Margo had complicated feelings about Aaron’s mother.
“She’s nice,” she told her new boyfriend. “But the missing heads in that family album. . . I wouldn’t want to get on her bad side.”
“They’re only missing from her father,” Aaron said.
He did not wish to minimize his mother’s past anger with his grandfather. He simply believed in trying his hardest to be reasonable about all things. The fact that no one else’s head was missing from the album was relevant. It supplied context and perspective.
Aaron’s determination to be reasonable informed his study of philosophy. He was reading Aristotle. He thought Aristotle would have taken a dim view of the beheadings. But reason demanded that Aaron should remind himself of his mother’s countervailing virtues. For example, she was nice to Margo.
“Anyway, she still has the heads in a plastic bag somewhere.”
“But you said she stopped being angry with your grandfather years ago,” Margo said. “Why hasn’t she glued the heads back on?”
“The heads are tiny. And with her arthritis. . .”
“I’ll bring glue on our next visit,” Margo said. “I’ll do it for her.”
Aaron had not seen the plastic bag in years. He wondered if his mother knew where it was.
He wished for sexual intercourse. He put his hand on Margo. She pushed it away.
“You know what I think the creepiest picture is?” she said. “The one that shows you as a baby. A man is holding you but his head has been cut off. Underneath it, your mother has written SOMEONE HOLDING AARON.”
“You’re nice to help her,” he said.
He put his hand on Margo again. She did not push it away.
Margo was nervous about her first visit with Aaron’s grandfather.
“It’s okay,” Aaron said. “He knows he makes people nervous so you won’t bother him.”
“But where should I look?”
“Focus on the top button of his shirt. How often do you look people in the eye anyway? That’s what makes people uncomfortable.”
Focusing on the button helped. And Margo found the old man, Bernard, relaxed and warm. He seemed relaxed even when giving his account of the background of the beheadings. That surprised Margo. She considered it a delicate matter that she shouldn’t mention but Bernard brought it up himself.
“He says it would be strange not to,” Aaron said. “Like not mentioning the elephant in the room.”
“Or the elephant not in the room,” Margo joked.
Bernard’s barrel chest shook with what Margo assumed was laughter.
He explained his difficult relationship with Aaron’s mother. Margo was surprised that he appeared unapologetic.
Margo finished her wine and said she would love another glass. Bernard went to retrieve the bottle from the kitchen. Margo seized the opportunity to tell Aaron she was amazed that his mother and her father had ever resumed their communications.
“They didn’t see each other for three years?” she said. “With his attitude, I’m surprised it’s not forever.”
“He’s her only father,” Aaron reminded her. “And with Simone dead, she’s his only child.”
Simone, the older daughter, had been the problem. To Margo, the old man expressed no misgivings about having favored Simone over Aaron’s mother, Maureen.
“He says it’s natural to favor the older child,” Aaron said. “Besides, Simone was the talented one, never mind what my mother thought.”
Margo wished to challenge the first point but thought that would be rude. The second point entailed subjective judgments. Nevertheless, empirical data would be relevant to some extent. While Aaron’s mother admitted that she could no longer sing, Aaron had heard her during her prime. Once they had left Bernard’s house, Margo would ask Aaron for his opinion.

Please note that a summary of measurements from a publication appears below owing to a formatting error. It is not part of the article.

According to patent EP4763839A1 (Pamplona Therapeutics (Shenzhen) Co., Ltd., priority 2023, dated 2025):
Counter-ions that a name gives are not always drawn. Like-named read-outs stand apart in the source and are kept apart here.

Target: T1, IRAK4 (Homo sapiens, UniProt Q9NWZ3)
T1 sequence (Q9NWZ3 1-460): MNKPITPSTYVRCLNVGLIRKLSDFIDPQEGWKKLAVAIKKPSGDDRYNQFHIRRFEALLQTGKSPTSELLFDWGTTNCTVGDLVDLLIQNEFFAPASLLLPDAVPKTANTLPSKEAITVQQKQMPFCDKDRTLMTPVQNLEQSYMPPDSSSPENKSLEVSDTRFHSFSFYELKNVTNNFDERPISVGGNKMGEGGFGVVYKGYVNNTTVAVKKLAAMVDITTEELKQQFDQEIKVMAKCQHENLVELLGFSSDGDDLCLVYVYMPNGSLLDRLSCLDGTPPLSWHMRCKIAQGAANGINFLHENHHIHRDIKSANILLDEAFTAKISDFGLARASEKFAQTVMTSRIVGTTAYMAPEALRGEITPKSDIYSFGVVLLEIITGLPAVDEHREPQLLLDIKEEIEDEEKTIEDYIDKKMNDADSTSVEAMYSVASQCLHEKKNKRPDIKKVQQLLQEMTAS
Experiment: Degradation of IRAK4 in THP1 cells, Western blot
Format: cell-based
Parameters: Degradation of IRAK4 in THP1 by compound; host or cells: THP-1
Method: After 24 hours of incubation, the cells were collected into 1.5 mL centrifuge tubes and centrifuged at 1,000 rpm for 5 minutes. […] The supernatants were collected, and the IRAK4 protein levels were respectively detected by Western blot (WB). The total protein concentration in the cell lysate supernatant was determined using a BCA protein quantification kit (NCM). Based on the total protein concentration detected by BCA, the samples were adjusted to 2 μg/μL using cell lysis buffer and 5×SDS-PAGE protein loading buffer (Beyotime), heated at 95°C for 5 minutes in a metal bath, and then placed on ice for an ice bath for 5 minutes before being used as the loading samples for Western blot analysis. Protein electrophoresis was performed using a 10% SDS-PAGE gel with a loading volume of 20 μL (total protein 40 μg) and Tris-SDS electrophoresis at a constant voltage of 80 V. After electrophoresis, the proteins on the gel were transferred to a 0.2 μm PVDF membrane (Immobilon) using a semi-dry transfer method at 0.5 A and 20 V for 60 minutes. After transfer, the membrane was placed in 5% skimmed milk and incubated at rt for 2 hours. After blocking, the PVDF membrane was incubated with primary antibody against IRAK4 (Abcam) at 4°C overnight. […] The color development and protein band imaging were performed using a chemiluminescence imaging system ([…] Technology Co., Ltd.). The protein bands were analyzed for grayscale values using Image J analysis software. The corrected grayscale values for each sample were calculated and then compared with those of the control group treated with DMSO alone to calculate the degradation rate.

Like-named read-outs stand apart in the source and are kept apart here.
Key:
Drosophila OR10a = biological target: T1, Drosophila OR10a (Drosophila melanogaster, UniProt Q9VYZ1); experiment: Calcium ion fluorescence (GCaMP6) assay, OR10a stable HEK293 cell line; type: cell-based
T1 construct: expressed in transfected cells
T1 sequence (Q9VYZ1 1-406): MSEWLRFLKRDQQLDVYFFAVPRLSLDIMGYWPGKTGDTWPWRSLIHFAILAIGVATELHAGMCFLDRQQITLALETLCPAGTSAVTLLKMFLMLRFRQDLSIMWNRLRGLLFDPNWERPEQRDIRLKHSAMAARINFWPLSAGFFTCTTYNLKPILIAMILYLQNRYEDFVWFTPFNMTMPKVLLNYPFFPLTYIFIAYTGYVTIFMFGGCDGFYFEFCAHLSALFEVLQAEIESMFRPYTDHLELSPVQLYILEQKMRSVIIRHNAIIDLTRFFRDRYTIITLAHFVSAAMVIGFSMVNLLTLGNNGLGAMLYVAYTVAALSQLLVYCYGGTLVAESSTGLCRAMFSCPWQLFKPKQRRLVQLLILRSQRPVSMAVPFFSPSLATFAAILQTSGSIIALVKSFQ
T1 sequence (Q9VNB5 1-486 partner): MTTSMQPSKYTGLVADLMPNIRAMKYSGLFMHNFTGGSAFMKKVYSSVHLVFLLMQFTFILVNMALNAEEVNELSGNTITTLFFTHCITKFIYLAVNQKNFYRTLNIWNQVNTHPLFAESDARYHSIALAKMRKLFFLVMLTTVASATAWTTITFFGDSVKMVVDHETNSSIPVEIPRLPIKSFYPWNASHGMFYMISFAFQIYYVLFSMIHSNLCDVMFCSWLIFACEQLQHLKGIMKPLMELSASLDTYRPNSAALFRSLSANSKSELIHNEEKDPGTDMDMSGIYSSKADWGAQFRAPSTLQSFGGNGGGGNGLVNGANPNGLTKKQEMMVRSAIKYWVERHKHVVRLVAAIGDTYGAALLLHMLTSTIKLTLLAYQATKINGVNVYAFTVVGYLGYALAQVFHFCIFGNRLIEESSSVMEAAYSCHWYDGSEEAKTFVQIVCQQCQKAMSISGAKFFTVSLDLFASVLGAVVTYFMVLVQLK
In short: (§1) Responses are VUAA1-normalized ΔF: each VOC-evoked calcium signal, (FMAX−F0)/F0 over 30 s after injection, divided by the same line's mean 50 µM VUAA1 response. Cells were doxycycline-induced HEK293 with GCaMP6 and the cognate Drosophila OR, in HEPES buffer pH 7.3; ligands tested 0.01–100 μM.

She believed that Aaron’s commitment to philosophic rationality would incline him to offer a measured judgment despite his intimacy with the people involved. Other people called Margo beautiful, yet Aaron insisted she was merely very pretty. Since beginning her relationship with Aaron she had often studied herself in the mirror. She had decided he was right. This had pained her until she concluded that very pretty was good. A small percentage of women were very pretty.
“He also says voice lessons were costly,” Aaron continued, “and he and my grandmother weren’t made of money. They could only afford voice lessons for one daughter, so it had to be the older, more talented one.”
Margo let her eyes wander.
“You understand that the three years when he and my mother didn’t see each other came much later, right?” Aaron said. “My mother’s resentment of the favoritism toward Simone turned into resentment of the favoritism toward Simone’s daughter over me. It blew up when we were in high school. That’s when my mother cut my grandfather’s head out of my baby pictures.”
Margo’s gaze settled on the pictures on the wall of Simone and Maureen as young women. She had some difficulty in focusing her eyes. The second glass of wine had been unwise since Aaron depended on her to drive. He might become angry.
She stood in front of the pictures. She decided that Aaron’s mother had been beautiful while her older sister had been very pretty. But her judgment was provisional. Simone and Maureen were different types. Direct comparison was not easy. She thought she might look at the pictures another time and reverse her opinion.
“He says have a third glass,” Aaron said.
Margo was distracted. She was trying to compare her own looks to those of Simone and Maureen. That was hard because she was a third type. The inappropriateness of comparison did not render her unable to identify her own failing: the small, turned-up nose. It had seemed “cute” throughout her childhood and even in high school. Now she had gone most of the way through art college. She had become an adult and she no longer wanted a “cute” nose.